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J Lipid Res. 1999 Apr;40(4):654-64.

Phospholipid transfer protein (PLTP) causes proteolytic cleavage of apolipoprotein A-I.

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Department of Biochemistry, National Public Health Institute, Mannerheimintie 166, FIN-00300 Helsinki, Finland.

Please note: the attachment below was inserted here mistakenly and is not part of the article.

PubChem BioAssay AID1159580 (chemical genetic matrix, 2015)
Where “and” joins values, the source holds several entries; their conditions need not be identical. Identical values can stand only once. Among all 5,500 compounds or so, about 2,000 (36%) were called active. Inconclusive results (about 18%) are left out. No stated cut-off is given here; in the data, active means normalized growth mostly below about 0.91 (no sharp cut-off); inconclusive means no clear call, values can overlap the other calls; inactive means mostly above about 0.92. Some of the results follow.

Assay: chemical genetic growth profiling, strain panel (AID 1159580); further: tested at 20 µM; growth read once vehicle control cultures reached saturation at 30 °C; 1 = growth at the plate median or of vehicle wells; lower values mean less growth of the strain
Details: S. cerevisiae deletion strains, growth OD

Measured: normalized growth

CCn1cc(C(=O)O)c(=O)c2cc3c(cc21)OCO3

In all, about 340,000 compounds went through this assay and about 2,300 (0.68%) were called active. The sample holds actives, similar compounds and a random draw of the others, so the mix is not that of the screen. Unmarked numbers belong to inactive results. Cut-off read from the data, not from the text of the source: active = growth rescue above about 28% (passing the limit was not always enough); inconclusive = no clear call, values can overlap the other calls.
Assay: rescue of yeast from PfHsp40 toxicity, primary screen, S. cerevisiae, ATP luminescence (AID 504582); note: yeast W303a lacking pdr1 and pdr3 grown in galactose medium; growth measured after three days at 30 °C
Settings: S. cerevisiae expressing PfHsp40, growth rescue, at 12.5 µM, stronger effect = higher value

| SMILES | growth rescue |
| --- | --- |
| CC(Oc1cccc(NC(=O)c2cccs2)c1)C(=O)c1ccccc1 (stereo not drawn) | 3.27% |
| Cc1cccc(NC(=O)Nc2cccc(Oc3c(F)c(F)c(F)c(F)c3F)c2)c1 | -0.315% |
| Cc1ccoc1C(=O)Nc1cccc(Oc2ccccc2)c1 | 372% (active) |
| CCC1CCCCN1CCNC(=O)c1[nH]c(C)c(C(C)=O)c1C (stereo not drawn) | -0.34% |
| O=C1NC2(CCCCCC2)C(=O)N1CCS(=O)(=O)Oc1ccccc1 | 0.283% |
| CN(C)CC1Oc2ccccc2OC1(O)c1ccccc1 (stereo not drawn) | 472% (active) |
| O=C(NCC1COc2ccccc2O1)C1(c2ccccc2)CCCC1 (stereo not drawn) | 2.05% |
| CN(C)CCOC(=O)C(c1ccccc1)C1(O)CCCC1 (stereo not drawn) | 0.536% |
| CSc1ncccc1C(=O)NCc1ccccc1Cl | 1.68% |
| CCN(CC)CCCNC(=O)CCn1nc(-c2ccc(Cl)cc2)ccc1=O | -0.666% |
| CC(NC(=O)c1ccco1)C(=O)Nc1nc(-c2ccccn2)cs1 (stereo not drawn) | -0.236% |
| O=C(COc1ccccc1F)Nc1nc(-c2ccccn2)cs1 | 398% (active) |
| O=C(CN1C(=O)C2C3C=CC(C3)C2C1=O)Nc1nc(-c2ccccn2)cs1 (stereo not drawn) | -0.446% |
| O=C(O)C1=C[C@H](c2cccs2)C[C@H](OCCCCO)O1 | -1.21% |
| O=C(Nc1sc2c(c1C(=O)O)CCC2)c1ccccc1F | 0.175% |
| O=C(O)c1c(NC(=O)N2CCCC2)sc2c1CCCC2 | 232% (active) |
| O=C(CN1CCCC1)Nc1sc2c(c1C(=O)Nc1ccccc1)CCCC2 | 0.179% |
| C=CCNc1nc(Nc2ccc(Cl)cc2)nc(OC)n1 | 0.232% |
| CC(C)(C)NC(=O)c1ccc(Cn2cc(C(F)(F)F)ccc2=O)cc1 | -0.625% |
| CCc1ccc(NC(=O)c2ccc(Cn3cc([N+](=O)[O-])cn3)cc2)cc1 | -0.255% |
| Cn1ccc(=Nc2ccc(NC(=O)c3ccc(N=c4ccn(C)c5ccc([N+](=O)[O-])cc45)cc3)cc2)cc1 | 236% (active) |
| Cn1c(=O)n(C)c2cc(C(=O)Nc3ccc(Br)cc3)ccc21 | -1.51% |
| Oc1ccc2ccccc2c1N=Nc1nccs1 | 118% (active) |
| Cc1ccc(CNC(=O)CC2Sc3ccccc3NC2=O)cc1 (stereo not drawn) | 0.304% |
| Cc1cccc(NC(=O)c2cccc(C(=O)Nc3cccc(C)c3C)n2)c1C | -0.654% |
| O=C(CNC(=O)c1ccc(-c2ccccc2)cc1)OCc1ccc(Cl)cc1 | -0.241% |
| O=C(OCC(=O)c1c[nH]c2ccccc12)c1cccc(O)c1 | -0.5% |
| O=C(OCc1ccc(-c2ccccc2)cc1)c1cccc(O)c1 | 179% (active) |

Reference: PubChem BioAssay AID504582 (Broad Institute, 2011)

Plasma phospholipid transfer protein (PLTP) is a factor that plays an important role in HDL metabolism. In this study we present data suggesting that PLTP has an inherent protease activity. After incubation of HDL3 in the presence of purified plasma PLTP, the d < 1.25 g/ml particles (fusion particles) contained intact 28.2 kDa apoA-I while the d > 1.25 g/ml fraction (apoA-I-PL complexes) contained, in addition to intact apoA-I, a cleaved 23 kDa form of apoA-I. Purified apoA-I was also cleaved by PLTP and produced a similar 23 kDa apoA-I fragment. The cleavage of apoA-I increased as a function of incubation time and the amount of PLTP added. The process displayed typically an 8-10 h lag or induction period, after which the cleavage proceeded in a time-dependent manner. This lag-phase was necessary for the development of the cleavage activity during incubation at 37 degrees C. The specific apoA-I cleavage activity of different PLTP preparations varied between 0.4-0.8 microg apoA-I degraded/h per 1000 nmol per h of PLTP activity. The 23 kDa apoA-I fragment reacted with monoclonal antibodies specific for the N-terminal part of apoA-I, indicating that the apoA-I cleavage occurred in the C-terminal portion. The apoA-I cleavage products were further characterized by mass spectrometry. The 23 kDa fragment yielded a mass of 22.924 kDa, demonstrating that the cleavage occurs in the C-terminal portion of apoA-I between amino acid residues 196 (alanine) and 197 (threonine). The intact apoA-I and the 23 kDa fragment revealed identical N-terminal amino acid sequences. The cleavage of apoA-I could be inhibited with APMSF and chymostatin, suggesting that it is due to a serine esterase-type of proteolytic activity. Recombinant PLTP produced in CHO cells or using the baculovirus-insect cell system caused an apoA-I cleavage pattern identical to that obtained with plasma PLTP. The present results raise the question of whether PLTP-mediated proteolytic cleavage of apoA-I might affect plasma HDL metabolism by generating a novel kinetic compartment of apoA-I with an increased turnover rate.

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